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Salahuddin Ahmed reunited with wife in Shillong

Hasina Ahmed, the wife of BNP joint secretary general Salahuddin Ahmed, has been reunited with her husband who went missing March 10 and reappeared across the border in India on May 11.

After the meeting with her husband in a hospital in Shillong, in the Indian state of Meghalaya, Hasina told journalists that she wanted to take Salahuddin to a third country for medical treatment.

The thirty minute meeting between man and wife, following the BNP leader’s mysterious disappearance over two months ago, was described as an emotional reunion.

Half of the half-hour meeting was spent crying, Abdul Latif Jony, assistant office secretary of the BNP, told the Dhaka Tribune.

After shedding tears during the reunion with his wife, Salahuddin Ahmed asked how the members of his family were and inquired about BNP Chairperson Khaleda Zia, Abdul Latif Jony said.  

Hasina Ahmed was meeting her husband for the first time since Salahuddin went missing. She entered the hospital around 8:30pm and stayed till 9pm. She had left Dhaka on Sunday.

“I am very grateful to the Indian government, the local administration and hospital authorities for sheltering Salahuddin and giving him medical treatment. My husband is seriously ill. We will try to take him to a third country for further treatment, following whatever legal process is required of us,” she said.

Asked whether legal issues were discussed with Salahuddin, Hasina said: “Because he is ill, he could not speak very much. I will come tomorrow morning and talk to him about these things.
“I will try to bring a lawyer with me.”

Salahuddin is being held at the under-trial prisoner’s cell at Shillong Civil Hospital, in India’s Meghalaya state, on charges of entering India without valid documents.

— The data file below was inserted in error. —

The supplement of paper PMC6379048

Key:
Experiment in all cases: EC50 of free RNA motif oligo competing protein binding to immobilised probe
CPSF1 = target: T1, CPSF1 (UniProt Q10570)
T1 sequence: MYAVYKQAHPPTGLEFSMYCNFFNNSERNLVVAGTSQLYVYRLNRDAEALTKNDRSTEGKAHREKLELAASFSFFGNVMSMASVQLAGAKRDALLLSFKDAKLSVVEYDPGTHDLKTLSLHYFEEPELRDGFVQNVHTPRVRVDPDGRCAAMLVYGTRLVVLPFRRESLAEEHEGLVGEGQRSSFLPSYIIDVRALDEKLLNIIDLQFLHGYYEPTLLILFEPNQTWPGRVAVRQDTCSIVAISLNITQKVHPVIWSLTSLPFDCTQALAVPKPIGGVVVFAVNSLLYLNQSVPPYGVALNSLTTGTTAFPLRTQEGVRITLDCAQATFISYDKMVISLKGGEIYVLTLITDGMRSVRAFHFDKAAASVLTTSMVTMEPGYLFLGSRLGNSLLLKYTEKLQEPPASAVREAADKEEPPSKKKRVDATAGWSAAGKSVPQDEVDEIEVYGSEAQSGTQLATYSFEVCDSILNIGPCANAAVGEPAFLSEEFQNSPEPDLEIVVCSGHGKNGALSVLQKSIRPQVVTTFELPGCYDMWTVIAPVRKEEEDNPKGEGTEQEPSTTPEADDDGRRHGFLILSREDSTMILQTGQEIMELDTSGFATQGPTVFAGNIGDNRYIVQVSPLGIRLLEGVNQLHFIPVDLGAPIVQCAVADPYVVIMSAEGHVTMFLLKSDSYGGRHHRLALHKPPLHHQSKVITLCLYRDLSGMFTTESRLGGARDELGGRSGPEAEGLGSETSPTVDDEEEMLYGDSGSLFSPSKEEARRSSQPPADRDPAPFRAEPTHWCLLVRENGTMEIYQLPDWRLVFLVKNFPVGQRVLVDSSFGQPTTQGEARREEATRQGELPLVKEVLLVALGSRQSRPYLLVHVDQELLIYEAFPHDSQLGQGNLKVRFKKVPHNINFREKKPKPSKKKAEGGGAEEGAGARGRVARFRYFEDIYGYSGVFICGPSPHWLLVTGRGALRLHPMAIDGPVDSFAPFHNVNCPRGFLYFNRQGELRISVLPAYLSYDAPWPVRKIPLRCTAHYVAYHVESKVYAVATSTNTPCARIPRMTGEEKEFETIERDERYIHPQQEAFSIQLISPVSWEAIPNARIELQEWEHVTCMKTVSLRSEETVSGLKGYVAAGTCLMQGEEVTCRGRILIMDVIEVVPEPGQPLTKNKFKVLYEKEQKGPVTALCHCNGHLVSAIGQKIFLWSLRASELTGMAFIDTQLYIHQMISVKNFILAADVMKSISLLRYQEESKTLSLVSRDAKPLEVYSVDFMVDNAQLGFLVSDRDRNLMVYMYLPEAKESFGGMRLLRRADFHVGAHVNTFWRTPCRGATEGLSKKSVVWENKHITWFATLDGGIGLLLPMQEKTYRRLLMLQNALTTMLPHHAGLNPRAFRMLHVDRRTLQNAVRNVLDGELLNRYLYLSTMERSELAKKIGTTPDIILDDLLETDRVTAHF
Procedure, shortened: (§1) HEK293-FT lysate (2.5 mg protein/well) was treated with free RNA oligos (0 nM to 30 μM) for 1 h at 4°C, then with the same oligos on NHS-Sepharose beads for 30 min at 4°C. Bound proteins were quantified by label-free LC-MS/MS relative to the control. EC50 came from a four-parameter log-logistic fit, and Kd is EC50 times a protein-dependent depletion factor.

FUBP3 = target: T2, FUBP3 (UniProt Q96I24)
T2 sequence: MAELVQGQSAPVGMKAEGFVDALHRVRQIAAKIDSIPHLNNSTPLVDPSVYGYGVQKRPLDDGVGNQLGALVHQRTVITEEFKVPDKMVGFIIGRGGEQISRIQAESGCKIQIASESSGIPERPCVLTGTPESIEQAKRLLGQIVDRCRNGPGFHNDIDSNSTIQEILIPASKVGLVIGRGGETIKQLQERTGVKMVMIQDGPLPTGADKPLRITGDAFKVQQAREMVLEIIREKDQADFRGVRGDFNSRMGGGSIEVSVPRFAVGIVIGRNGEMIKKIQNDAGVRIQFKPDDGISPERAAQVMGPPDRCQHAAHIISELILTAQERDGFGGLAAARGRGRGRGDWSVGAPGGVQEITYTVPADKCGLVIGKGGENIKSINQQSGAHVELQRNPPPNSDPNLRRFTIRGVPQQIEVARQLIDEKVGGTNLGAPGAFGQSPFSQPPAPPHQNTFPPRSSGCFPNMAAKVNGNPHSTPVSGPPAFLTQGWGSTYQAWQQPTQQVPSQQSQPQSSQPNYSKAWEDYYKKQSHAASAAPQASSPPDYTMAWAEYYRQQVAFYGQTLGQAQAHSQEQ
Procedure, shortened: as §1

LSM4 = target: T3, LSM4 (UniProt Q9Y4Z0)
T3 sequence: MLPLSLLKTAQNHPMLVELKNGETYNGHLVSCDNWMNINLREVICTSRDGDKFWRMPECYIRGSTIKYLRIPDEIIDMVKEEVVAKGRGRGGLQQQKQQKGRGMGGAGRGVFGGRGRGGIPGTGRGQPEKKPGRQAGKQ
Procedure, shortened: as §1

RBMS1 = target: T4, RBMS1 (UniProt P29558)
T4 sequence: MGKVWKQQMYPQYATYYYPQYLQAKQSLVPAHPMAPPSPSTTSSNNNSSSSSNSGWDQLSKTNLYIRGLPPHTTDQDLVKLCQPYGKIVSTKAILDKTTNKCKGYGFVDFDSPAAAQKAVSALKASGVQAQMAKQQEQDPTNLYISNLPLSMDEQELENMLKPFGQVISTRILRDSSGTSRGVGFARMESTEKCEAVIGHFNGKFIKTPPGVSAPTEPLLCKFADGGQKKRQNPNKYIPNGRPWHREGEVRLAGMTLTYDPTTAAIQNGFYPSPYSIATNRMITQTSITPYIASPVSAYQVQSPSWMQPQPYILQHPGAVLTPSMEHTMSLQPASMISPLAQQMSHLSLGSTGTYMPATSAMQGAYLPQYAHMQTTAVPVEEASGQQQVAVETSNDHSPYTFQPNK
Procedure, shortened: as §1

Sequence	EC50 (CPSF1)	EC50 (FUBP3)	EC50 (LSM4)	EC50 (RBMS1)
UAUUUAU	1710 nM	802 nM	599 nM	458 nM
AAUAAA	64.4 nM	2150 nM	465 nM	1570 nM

Salahuddin Ahmed earlier told journalists he wanted to return to Bangladesh soon. His party, the BNP, has sought government cooperation to bring him back to Bangladesh and to send him abroad for medical treatment.

According to Indian media reports, Salahuddin has not yet appeared in court because doctors do not think he is fit enough to do so.

Salahuddin told local journalists he was forcibly taken to Shillong – hands tied and blindfolded –  before being dropped off in the Meghalaya capital. He was speaking to journalists on the way to having a CT scan taken.

“I am still alive,” Salahuddin said to journalists as he entered the main building of the Shillong Civil Hospital.

The erstwhile BNP spokesman described to reporters how he came to be in their city: “I told police … My hands were tied and I was blindfolded. It was a long journey. It seemed like 12 to 14 hours, with a two-hour stop. I was dumped at Shillong Golf Club. And then I asked local people to call the police.”

When asked whether he had surrendered to police, Salahuddin said: “Local people called the police at my request. After telling them my story, they thought I was a mental patient.”

“Interpol has issued a red alert against me. The government did not do the right thing. I am not a convict, I am not absconding. Why they did it, I do not know. I want to return to Bangladesh,” Salahuddin said.

BNP spokesperson Asaduzzaman Ripon told journalists: “He [Salahuddin] is ill. We want the government’s cooperation to bring Salahuddin back to the country and to send him abroad for further medical treatment.”

Asked whether Salahuddin was receiving government cooperation, Ripon said: “Salahuddin was found in India without a passport; we are yet to apply for one.”